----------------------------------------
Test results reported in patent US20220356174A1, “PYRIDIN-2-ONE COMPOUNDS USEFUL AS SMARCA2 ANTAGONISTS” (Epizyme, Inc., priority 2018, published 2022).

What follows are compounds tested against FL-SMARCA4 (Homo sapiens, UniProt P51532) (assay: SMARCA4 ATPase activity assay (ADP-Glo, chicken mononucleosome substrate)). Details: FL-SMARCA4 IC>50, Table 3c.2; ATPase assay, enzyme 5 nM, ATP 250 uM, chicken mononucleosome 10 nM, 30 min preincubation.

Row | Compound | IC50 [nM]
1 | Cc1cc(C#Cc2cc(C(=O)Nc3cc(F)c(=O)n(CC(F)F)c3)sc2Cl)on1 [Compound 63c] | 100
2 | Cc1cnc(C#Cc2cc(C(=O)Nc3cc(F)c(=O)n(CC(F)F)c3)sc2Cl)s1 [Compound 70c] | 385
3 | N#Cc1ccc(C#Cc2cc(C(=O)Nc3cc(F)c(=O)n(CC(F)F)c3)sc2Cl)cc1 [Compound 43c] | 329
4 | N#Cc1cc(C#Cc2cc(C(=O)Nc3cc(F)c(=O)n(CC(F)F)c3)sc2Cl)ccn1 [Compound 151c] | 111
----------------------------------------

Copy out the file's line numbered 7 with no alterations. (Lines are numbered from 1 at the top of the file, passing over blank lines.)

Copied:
4 | N#Cc1cc(C#Cc2cc(C(=O)Nc3cc(F)c(=O)n(CC(F)F)c3)sc2Cl)ccn1 [Compound 151c] | 111